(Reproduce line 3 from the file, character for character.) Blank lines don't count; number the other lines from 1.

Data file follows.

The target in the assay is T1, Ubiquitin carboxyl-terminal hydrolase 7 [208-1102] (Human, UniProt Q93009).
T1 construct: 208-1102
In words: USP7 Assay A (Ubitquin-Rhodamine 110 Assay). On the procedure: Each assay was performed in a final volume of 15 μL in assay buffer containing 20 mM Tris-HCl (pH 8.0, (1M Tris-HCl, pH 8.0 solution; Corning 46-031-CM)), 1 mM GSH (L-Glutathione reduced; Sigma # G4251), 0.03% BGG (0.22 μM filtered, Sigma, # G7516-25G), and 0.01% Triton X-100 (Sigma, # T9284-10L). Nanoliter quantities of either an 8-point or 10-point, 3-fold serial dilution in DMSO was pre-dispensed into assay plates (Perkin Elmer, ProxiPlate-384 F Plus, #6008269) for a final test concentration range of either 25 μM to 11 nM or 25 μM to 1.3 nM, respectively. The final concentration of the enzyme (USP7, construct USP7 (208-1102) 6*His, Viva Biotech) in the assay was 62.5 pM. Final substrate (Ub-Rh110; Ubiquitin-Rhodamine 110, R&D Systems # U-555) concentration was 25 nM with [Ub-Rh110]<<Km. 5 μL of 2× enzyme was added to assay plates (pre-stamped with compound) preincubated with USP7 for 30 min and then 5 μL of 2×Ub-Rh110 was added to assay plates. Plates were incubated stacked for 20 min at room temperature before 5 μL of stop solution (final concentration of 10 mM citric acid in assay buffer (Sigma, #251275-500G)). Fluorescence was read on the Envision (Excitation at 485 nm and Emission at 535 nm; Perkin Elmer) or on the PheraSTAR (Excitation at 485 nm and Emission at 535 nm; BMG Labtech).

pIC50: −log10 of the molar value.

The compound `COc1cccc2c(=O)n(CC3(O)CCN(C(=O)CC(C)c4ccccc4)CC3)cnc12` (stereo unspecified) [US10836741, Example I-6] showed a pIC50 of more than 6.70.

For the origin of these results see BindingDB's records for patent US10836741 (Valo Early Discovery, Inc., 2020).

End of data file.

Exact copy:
In words: USP7 Assay A (Ubitquin-Rhodamine 110 Assay). On the procedure: Each assay was performed in a final volume of 15 μL in assay buffer containing 20 mM Tris-HCl (pH 8.0, (1M Tris-HCl, pH 8.0 solution; Corning 46-031-CM)), 1 mM GSH (L-Glutathione reduced; Sigma # G4251), 0.03% BGG (0.22 μM filtered, Sigma, # G7516-25G), and 0.01% Triton X-100 (Sigma, # T9284-10L). Nanoliter quantities of either an 8-point or 10-point, 3-fold serial dilution in DMSO was pre-dispensed into assay plates (Perkin Elmer, ProxiPlate-384 F Plus, #6008269) for a final test concentration range of either 25 μM to 11 nM or 25 μM to 1.3 nM, respectively. The final concentration of the enzyme (USP7, construct USP7 (208-1102) 6*His, Viva Biotech) in the assay was 62.5 pM. Final substrate (Ub-Rh110; Ubiquitin-Rhodamine 110, R&D Systems # U-555) concentration was 25 nM with [Ub-Rh110]<<Km. 5 μL of 2× enzyme was added to assay plates (pre-stamped with compound) preincubated with USP7 for 30 min and then 5 μL of 2×Ub-Rh110 was added to assay plates. Plates were incubated stacked for 20 min at room temperature before 5 μL of stop solution (final concentration of 10 mM citric acid in assay buffer (Sigma, #251275-500G)). Fluorescence was read on the Envision (Excitation at 485 nm and Emission at 535 nm; Perkin Elmer) or on the PheraSTAR (Excitation at 485 nm and Emission at 535 nm; BMG Labtech).